Satisfaction Is Based On An Entire Experience, Not A Single Interaction

by | Jan 4, 2018 | Personas & Journey Mapping, Voice of Customer & Insights | 0 comments

There is a lot to learn about doing CX right from our own everyday experience as consumers. If we pay close attention, the lessons are right in front of our eyes. The following story serves as a reminder of just how important the customer journey is and the need to measure satisfaction along the entire path. When a series of bad experiences outweigh the good, customers may not return. 

The Disappointing Experience

As a holiday gift, I took my family to a local spa. My intention was to help everyone relax, including myself, to start off the New Year. The result did not go as planned.

  • I wasn’t seen at my scheduled appointment time. The masseuse was late.
  • The place was noisy. We heard people talking around our rooms during our treatments when we expected it to be quiet.
  • The music playing in the background was not ideal. Soft melodies rotated with fast jazz. The latter did not aid in relaxation.
  • There was too much of a hard sell to upgrade services. I felt like I was at a car dealership versus a spa.
  • My family member was cheated in time. The facial ended earlier than the full 50 minutes paid for.
  • My daughter ended up with a bad skin reaction. Painful red blotches appeared 30 minutes after leaving the place.

The Positive Moments

  • The employees seemed well trained and knowledgeable during treatments.
  • The masseuse upgraded my service at no charge for starting late. That was a smart CX move. I tipped her well to show my appreciation.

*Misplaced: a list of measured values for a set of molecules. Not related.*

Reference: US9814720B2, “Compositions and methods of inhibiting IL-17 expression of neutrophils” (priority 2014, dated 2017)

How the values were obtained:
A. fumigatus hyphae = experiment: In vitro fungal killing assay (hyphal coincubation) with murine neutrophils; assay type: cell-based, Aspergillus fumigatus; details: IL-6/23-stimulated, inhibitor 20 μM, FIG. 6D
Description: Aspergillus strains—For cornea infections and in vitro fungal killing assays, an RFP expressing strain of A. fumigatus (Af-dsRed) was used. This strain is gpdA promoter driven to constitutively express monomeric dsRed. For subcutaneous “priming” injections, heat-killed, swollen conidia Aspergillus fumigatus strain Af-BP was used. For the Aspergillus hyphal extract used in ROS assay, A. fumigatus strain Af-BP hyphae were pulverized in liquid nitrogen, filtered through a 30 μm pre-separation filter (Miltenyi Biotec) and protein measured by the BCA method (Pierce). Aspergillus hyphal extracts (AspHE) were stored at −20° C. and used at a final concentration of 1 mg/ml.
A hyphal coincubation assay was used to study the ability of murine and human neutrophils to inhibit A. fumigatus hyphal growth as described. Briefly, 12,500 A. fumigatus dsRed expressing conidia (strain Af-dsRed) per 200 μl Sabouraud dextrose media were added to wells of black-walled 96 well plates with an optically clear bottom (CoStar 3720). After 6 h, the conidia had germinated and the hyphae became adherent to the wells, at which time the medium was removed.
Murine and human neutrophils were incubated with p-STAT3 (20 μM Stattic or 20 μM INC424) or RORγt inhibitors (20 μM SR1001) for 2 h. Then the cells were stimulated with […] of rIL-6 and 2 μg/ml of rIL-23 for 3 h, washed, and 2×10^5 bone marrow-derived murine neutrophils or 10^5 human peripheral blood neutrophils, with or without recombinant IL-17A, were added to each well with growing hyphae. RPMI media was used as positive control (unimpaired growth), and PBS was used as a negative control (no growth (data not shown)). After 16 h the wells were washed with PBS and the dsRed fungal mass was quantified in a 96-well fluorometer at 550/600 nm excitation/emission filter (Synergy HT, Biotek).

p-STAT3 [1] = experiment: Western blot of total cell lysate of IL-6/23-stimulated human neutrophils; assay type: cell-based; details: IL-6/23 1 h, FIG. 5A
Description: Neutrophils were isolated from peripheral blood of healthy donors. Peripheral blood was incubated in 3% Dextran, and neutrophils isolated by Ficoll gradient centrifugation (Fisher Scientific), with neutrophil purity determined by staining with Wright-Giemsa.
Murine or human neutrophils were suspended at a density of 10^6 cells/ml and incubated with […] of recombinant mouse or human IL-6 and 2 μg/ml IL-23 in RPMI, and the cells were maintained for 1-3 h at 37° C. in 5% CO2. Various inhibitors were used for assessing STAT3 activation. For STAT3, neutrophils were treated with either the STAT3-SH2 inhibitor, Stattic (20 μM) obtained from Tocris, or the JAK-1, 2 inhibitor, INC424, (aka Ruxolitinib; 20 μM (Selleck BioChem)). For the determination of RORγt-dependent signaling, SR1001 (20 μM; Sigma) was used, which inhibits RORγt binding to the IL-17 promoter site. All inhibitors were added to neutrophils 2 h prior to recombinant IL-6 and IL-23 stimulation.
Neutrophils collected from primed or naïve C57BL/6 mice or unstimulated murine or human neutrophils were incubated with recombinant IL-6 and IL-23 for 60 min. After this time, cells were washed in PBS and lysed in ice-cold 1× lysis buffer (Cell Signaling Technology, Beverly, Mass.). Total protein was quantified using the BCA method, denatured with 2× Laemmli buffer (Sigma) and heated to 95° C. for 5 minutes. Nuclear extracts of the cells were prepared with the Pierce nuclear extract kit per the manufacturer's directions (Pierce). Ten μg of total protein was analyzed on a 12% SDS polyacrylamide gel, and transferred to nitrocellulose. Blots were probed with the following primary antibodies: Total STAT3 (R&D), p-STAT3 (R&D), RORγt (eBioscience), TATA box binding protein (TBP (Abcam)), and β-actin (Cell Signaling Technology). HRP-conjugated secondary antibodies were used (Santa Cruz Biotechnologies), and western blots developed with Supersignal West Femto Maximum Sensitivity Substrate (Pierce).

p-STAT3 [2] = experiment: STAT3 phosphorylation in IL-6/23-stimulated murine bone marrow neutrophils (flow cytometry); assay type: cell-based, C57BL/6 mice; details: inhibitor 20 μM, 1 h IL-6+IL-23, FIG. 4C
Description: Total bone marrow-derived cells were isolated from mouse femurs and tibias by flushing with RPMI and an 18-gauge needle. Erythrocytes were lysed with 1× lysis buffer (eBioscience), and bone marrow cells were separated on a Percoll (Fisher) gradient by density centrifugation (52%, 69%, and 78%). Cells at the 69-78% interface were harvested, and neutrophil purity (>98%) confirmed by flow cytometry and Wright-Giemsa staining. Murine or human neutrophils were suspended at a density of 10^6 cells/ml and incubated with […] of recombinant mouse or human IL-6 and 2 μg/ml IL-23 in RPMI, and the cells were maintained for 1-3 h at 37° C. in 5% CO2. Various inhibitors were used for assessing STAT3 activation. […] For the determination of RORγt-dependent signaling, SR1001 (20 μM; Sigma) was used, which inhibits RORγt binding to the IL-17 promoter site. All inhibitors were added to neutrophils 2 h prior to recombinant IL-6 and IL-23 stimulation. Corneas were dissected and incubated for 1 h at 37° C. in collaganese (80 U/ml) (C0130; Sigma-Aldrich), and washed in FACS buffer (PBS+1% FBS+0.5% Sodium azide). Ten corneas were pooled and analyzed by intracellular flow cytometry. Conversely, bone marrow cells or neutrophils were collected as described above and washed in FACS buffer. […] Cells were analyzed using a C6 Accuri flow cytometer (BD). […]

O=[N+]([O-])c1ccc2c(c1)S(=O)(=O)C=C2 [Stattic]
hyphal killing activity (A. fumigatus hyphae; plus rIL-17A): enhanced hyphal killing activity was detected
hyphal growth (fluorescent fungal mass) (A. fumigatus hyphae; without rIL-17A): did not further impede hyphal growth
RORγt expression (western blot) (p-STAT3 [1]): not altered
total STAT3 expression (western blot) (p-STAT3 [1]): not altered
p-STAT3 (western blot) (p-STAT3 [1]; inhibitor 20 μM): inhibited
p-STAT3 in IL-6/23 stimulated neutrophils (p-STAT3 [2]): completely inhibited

• The staff was genuinely concerned when I called about my daughter’s bad skin reaction. The manager invited her back immediately to rectify the situation. Also, the facialist personally called the next day to see how my daughter was feeling. Empathy goes a long way in business scenarios.

A Missed Customer Experience Opportunity

The spa managers never asked me or my family members for feedback about our experience. It’s unfortunate as we have many recommendations for improvements, and I am sure there are learnings from other customers that they will never know.

Because CX is my job and I care to help, I am proactively contacting the manager and sharing feedback so that the staff can implement changes where problems arose during our experience. Yet, not all customers will follow up like me. They will just leave and even worse, tell others not to visit the spa.

If you are a business owner or a leader at any size company, I encourage you to ask customers about their experience. Make it part of your business process, whether it be a written survey or calls after a customer visit. Without Voice of Customer insights and CX measurement, you are flying blind and sales will ultimately be impacted.  

Learn how Voice of Customer (VOC) can be your game changer and how to apply best practices in my International book, available on Amazon. Read more about persona development and journey mapping to enhance your customer experience and keep them brand loyal.

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*All views expressed are Stacys and do not reflect the opinions of or imply the endorsement of employers or other organizations.

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